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Fear of the last exit TIME ONLINE

How is the Corona outbreak changing Germany? Our reporter Henning Sußebach describes that in the series “From Another Country”. Which places he still gets to, with whom he can talk (if the recommendations of the Robert Koch Institute are adhered to) is less due to him than to the circumstances. This crisis is also new to journalists; hardly anyone has experience – every citizen is a layperson as well as an expert. If you would like to inform our reporter of the consequences of the Corona outbreak and what is happening in your area, write to him: [email protected].

There are scenes that could be better described in a film than in a reportage. This is one of them – you have to imagine it from a bird’s eye view: It is afternoon in Mecklenburg-Western Pomerania, wind turbines cast long shadows, as two trucks approach the Recknitz-Niederung rest area on Autobahn 19. One comes from the north, one from the south. Almost at the same time, both drivers put the turn signal on each side of the motorway, change to the exit lane, brake and finally roll out in a parking bay.

Viewed from above, it could be seen that the rest area is almost a mirror image, that both men parked their trucks in almost exactly opposite positions, that they happen to be sitting in identical Scania brand tractors. Both armored with 450 hp, both rulers over a 40-tonner, two truck drivers in times of Corona, traveling on a traffic artery that was not only Berlin and Rostock connects, but the south and the north of Europe.

Two men with the same job, the same car, in the same place: Michael Preissler, 43, from Sassnitz on Rügen. And Josef Beneš, 52, from Benátky nad Jizerou in Czech Republic. Surely they would have a lot to tell each other. But they will not meet, since there are four lanes between them and a median with sparse spring green.

What have both experienced in the past few days? And what do you have in the next few?

On the side of the motorway that heads north, Michael Preissler says from the window of his tractor that he has loaded cardboard for a brewery. He was on his way to Denmark. After unloading, on the way back, he should originally have been driving steel to Germany, but the steel mill no longer produces. He still did not know whether his freight forwarder would order him home or whether he would have to stay in Scandinavia and wait for freight. There is no longer any freight, says Preissler.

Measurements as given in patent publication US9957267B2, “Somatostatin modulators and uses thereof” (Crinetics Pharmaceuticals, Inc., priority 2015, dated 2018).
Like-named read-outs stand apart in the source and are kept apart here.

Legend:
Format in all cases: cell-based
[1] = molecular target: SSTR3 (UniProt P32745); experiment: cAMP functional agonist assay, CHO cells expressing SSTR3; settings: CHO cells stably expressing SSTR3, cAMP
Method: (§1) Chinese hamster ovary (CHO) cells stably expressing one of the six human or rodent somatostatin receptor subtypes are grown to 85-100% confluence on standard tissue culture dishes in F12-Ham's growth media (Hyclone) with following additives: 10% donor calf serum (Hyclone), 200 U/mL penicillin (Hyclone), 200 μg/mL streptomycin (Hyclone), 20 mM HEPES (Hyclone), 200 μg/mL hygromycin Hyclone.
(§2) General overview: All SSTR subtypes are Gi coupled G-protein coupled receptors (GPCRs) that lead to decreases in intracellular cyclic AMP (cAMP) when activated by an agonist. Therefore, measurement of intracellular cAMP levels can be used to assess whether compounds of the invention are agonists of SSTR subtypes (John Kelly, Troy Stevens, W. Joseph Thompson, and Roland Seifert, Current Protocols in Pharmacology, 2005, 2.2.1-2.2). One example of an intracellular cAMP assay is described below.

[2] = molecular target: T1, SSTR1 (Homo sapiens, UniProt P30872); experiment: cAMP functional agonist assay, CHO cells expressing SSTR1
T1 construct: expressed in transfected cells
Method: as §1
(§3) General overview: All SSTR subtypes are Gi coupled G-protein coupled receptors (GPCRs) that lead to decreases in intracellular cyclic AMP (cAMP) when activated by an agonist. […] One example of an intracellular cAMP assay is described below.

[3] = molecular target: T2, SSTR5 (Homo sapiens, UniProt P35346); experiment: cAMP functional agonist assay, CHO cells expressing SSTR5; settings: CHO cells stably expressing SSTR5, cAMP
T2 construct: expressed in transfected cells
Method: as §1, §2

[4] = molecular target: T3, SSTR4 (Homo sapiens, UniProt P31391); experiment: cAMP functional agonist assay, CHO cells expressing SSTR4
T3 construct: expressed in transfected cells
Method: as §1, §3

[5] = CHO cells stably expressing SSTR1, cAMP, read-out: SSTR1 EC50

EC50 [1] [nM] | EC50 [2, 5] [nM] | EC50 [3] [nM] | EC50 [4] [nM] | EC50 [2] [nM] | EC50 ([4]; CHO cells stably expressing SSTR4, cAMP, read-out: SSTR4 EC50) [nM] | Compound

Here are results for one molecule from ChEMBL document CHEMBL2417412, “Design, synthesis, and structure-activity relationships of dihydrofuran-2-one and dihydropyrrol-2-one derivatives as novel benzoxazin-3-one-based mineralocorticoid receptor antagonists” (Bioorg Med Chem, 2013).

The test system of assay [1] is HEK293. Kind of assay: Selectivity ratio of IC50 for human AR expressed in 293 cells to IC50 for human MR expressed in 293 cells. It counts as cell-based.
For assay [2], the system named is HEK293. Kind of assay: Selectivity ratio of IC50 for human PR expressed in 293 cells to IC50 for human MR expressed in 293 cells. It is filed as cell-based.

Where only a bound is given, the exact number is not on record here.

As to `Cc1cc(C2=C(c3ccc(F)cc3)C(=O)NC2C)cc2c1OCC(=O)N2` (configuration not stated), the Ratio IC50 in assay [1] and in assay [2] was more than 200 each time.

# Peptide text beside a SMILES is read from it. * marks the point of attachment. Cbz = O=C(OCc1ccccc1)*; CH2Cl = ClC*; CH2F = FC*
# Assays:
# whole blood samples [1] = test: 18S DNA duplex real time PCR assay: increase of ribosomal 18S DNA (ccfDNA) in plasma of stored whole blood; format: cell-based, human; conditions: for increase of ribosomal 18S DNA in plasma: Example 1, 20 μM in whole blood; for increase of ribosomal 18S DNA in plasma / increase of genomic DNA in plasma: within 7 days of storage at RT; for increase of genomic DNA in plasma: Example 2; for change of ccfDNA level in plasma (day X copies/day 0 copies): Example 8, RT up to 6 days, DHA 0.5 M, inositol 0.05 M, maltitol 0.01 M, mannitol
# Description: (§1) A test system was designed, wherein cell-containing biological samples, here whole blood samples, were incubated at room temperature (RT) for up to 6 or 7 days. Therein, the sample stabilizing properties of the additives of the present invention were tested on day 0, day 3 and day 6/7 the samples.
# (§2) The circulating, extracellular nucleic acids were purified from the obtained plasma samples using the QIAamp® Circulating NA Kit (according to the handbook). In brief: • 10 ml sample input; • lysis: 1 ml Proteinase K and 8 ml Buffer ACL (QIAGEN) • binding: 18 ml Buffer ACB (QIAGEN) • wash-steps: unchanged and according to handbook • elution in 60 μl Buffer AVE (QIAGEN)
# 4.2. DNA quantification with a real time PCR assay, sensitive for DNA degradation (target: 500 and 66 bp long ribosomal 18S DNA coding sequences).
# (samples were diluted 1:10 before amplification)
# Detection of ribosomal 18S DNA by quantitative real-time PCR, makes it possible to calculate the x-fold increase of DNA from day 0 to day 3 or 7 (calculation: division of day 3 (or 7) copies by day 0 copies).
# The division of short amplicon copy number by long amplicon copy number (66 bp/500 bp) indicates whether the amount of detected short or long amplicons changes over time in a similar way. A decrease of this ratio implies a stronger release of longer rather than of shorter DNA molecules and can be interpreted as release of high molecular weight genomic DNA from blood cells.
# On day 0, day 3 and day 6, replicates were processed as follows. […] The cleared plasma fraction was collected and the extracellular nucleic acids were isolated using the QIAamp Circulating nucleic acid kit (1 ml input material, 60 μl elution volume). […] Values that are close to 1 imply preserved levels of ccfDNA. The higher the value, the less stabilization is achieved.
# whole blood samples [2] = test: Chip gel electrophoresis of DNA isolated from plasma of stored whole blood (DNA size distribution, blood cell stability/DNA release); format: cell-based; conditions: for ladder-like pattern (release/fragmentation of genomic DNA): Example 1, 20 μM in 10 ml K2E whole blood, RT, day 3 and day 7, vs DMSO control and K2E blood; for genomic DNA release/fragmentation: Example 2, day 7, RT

On the side of the highway that leads south, Josef Beneš says from the window of his tractor that he is coming out Finland. He brings tools to the Czech Republic, home. He left four days ago, north of the Arctic Circle, in the snow, at sub-zero temperatures. It was only eight hours to his hometown Benátky, but who could say that for sure? He did not know when he would cross the border behind Dresden. You bet.

On the freeway side that leads north, Michael Preissler says it left his family with a shitty feeling four days ago. Unfortunately, he couldn’t call it that, because it wasn’t the time for departures, not even for a truck driver like him. Parents everywhere lock themselves up with their children – but he leaves the house, that feels wrong. It is similar to his wife, because it is not the time for contacts, but she works in the mobile nursing service, often as the last human reference point of her clients, a lot on the go and indispensable. The two children, two girls, would be looked after in an emergency shelter. To be systemically relevant at the moment also means that as a family you occasionally come at a time when others are coming together.